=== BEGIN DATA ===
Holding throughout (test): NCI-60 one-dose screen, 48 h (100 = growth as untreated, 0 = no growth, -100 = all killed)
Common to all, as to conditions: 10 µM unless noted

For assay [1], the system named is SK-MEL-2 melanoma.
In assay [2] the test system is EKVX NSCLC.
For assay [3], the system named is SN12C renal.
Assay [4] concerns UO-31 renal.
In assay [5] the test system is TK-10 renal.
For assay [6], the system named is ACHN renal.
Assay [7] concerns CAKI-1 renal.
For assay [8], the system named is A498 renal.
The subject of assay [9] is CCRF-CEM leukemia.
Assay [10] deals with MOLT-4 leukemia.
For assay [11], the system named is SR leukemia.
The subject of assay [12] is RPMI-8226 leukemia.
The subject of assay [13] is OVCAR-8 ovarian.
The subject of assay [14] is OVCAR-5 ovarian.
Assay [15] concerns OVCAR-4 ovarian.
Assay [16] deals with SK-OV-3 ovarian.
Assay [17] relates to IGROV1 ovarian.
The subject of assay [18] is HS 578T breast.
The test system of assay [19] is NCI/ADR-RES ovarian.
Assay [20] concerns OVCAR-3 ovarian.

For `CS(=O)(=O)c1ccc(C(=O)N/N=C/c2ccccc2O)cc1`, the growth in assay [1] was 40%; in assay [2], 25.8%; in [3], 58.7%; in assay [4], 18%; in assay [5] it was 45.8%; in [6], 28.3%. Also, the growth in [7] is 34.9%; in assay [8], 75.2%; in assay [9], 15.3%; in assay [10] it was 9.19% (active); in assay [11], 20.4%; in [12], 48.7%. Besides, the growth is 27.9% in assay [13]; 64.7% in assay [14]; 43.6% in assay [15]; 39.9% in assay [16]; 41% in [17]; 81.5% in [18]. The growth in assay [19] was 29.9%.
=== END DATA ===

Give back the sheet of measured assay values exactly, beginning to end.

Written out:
Holding throughout (test): NCI-60 one-dose screen, 48 h (100 = growth as untreated, 0 = no growth, -100 = all killed)
Common to all, as to conditions: 10 µM unless noted

For assay [1], the system named is SK-MEL-2 melanoma.
In assay [2] the test system is EKVX NSCLC.
For assay [3], the system named is SN12C renal.
Assay [4] concerns UO-31 renal.
In assay [5] the test system is TK-10 renal.
For assay [6], the system named is ACHN renal.
Assay [7] concerns CAKI-1 renal.
For assay [8], the system named is A498 renal.
The subject of assay [9] is CCRF-CEM leukemia.
Assay [10] deals with MOLT-4 leukemia.
For assay [11], the system named is SR leukemia.
The subject of assay [12] is RPMI-8226 leukemia.
The subject of assay [13] is OVCAR-8 ovarian.
The subject of assay [14] is OVCAR-5 ovarian.
Assay [15] concerns OVCAR-4 ovarian.
Assay [16] deals with SK-OV-3 ovarian.
Assay [17] relates to IGROV1 ovarian.
The subject of assay [18] is HS 578T breast.
The test system of assay [19] is NCI/ADR-RES ovarian.
Assay [20] concerns OVCAR-3 ovarian.

For `CS(=O)(=O)c1ccc(C(=O)N/N=C/c2ccccc2O)cc1`, the growth in assay [1] was 40%; in assay [2], 25.8%; in [3], 58.7%; in assay [4], 18%; in assay [5] it was 45.8%; in [6], 28.3%. Also, the growth in [7] is 34.9%; in assay [8], 75.2%; in assay [9], 15.3%; in assay [10] it was 9.19% (active); in assay [11], 20.4%; in [12], 48.7%. Besides, the growth is 27.9% in assay [13]; 64.7% in assay [14]; 43.6% in assay [15]; 39.9% in assay [16]; 41% in [17]; 81.5% in [18]. The growth in assay [19] was 29.9%.